Anxiety and Suicide

What are anxiety disorders?

Anxiety disorders are associated with fear and worry. Fear is an emotional reaction to an imminent danger (real or perceived), while anxiety is related to anticipated future threats. Fear and anxiety are normal reactions that help people adapt to their environment and protect themselves from danger.


But if they become constant and excessive, they can cause suffering and make it hard to function in day-to-day life.

What forms can anxiety disorders take?

Anxiety disorders can take many forms, including:

  • Intense fear of an animal, object, liquid, or situation in the absence of real danger
  • Fear and avoidance of social interactions
  • Sudden spikes of fear involving physical symptoms (increased heart rate and breathing, sweating, choking sensation, etc.)
  • Fear and avoidance of indoor and outdoor public spaces
  • Excessive and persistent worrying (e.g., about academic performance, performance at work, relationships, finances, the health and safety of family members, etc.)

What are the effects of anxiety disorders?

Anxiety disorders can have a range of long-term effects, including:

  • physical problems: Digestive disorders, cardiovascular or respiratory problems, or a weakened immune system
  • interpersonal problems: Conflicts with loved ones or isolation
  • psychological problems: Insomnia, increased use of alcohol or drugs, depression, or suicidal thoughts

Do you have an anxiety disorder and suicidal thoughts?

People with anxiety disorders may have suicidal thoughts. If this is the case for you, consult the following sections:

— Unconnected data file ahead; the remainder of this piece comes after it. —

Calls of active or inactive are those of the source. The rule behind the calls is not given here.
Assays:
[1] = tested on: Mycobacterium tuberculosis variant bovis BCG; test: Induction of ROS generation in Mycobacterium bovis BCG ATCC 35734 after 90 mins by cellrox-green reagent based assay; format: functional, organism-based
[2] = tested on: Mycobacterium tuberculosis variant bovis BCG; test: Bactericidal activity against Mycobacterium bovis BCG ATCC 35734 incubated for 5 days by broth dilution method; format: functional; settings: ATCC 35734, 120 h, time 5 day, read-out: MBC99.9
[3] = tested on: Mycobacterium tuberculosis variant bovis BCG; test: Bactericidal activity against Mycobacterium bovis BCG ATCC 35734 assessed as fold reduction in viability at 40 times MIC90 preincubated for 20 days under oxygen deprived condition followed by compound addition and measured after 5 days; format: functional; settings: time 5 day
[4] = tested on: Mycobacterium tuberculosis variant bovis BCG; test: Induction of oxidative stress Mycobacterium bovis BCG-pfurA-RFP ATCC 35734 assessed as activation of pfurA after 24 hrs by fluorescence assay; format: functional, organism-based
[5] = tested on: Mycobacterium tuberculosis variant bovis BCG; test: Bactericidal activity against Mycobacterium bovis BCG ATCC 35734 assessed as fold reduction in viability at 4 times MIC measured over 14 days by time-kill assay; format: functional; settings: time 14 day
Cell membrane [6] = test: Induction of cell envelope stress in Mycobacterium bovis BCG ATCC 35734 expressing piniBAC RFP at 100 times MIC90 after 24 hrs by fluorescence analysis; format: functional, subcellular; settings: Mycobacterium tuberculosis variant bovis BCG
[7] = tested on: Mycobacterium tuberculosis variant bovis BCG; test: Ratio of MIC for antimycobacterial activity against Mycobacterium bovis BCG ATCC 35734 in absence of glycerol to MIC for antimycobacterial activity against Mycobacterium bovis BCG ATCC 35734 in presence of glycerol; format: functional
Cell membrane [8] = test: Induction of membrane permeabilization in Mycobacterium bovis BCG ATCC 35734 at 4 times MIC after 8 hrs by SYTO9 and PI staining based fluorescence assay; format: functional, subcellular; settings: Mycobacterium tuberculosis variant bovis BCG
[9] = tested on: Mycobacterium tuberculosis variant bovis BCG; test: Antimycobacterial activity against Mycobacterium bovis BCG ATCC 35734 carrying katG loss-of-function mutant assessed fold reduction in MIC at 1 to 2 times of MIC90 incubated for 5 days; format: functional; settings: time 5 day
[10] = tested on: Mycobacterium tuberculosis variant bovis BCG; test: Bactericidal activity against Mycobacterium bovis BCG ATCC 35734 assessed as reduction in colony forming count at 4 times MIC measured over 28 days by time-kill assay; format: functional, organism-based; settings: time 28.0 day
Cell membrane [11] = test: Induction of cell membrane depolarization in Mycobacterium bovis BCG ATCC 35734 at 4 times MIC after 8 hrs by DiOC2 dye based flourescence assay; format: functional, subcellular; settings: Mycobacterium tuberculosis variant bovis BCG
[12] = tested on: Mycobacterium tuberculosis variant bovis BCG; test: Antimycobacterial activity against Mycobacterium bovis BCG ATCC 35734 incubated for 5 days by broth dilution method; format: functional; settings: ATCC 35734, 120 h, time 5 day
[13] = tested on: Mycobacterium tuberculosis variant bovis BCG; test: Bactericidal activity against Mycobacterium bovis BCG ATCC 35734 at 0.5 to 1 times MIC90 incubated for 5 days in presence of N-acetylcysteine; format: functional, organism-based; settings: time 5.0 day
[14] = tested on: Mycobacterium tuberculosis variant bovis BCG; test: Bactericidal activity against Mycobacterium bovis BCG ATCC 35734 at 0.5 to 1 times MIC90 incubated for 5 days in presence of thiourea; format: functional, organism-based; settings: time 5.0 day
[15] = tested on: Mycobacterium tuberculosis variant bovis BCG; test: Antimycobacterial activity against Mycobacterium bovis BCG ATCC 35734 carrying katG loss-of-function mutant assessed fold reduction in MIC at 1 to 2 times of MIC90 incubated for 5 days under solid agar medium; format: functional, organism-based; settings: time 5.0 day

01 Taking stock of your mental health

The first step toward taking back control is identifying what’s causing your suicidal thoughts.

02 Taking care of yourself

There are a number of things you can do to protect yourself and regain your balance when you’re having suicidal thoughts.

03 Talking about it with your loved ones

Asking for help from your family and friends isn’t always easy. There are different ways of going about it.

04 Finding support services

Every day, all sorts of people contact support services to get the help they need.

What to do if you have symptoms of anxiety

Anxiety can be treated. If you have any symptoms of anxiety, first call Info-Social at 811, option 2, to discuss your situation with a psychosocial worker and be referred, if necessary, to resources in your area that can provide support.

For an assessment and follow-up with a healthcare professional, consult a general practitioner (your family doctor, for example), a psychologist or contact your local CLSC.

Other resources can help people with anxiety disorders.

Advice for people with anxiety disorders

What I'm going through...